• If the ASHA conference isn't convenient and/or too expensive, you could substitute any specific conference or course that would be more realistic for you to attend.

Here are some resources and articles if you need ideas for accomplishing this goal:

Here's another example goal:

Here are some possible action steps:

  1. I will provide packets of information to each teacher, regarding each of their specific students on my caseload, their disorders and goals, and possible academic impact.   
  2. I will send out a survey to my IEP students' classroom teachers to determine which classrooms would benefit the most and which available times work best with my existing therapy schedule.
  3. I will collaborate with at least one general or special education teacher to plan and execute at least one lesson or center time during the first quarter [month, semester] of the school year.  [You could repeat this one for each semester or quarter, or name a specific teacher/discipline in each one].
  4. I will trial the "5 Minute Articulation" approach with at least 5 different students this year in order to determine if shorter, more frequent sessions are more effective than being pulled out from the classroom for traditional, longer therapy sessions.  
  5. I will trial centers for articulation therapy for student groups of 3 or more in order to determine if it is more effective than traditional therapy sessions with all students at the table together.
Here are some resources and articles if you need ideas for accomplishing this goal:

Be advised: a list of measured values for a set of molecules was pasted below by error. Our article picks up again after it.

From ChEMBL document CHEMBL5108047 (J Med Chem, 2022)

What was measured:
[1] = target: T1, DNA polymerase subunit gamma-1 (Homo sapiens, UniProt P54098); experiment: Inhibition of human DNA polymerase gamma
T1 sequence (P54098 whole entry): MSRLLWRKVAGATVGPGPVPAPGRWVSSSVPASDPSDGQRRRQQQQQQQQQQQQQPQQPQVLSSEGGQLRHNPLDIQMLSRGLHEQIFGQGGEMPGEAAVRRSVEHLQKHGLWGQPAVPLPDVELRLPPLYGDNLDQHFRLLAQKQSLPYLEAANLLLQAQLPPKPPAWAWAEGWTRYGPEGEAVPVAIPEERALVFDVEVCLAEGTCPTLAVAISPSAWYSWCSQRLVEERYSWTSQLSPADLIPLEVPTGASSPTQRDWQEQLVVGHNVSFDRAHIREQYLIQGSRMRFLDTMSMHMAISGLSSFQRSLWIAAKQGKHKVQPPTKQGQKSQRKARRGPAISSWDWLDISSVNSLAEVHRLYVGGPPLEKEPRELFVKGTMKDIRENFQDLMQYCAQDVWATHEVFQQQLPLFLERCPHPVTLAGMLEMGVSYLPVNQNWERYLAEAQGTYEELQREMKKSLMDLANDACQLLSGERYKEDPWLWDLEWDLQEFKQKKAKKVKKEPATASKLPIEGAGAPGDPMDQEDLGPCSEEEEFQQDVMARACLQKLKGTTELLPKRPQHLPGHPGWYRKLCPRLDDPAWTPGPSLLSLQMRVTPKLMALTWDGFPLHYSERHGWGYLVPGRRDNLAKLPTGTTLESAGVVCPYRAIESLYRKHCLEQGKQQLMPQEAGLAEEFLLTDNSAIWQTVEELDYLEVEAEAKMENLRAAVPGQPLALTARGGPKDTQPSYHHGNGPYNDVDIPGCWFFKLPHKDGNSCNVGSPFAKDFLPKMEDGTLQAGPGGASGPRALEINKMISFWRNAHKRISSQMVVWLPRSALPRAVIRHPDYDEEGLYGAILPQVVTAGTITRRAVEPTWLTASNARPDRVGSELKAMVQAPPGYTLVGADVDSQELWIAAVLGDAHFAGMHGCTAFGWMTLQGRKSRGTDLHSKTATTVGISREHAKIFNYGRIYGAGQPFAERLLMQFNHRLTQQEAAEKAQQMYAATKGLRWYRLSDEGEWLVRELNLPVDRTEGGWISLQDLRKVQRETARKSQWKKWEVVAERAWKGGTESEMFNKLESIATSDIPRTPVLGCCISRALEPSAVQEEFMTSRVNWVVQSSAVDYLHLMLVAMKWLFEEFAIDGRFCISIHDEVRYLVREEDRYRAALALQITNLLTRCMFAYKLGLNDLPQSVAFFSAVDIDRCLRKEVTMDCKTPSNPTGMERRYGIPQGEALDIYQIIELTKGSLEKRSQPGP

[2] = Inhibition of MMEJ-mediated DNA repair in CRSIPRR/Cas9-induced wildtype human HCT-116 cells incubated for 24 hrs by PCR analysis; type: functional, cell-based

Here's another example goal:

Here are some possible action steps:

  1. I will provide packets of information to each teacher, regarding each of their specific students on my caseload, their disorders and goals, and possible academic impact
  2. I will provide packets of information to each parent about the nature of their child's speech-language disorder and the possible academic impact at the beginning of the year and at each IEP meeting.
  3. I will send out a survey to parents to determine how each prefers to be contacted, day/time preferences for IEP meetings, and which families would like speech-language homework/activities sent home and how often.
  4. I will write at least five notes/emails to different parents each month regarding their student's progress in speech-language therapy and tips to maintain their progress at home.
  5. I will provide weekly/monthly homework activities for parents who request it during the school year.
  6. I will maintain a page on the school's website, offering tips and suggestions for parents to help promote communication skills, which will be updated on a monthly/quarterly basis.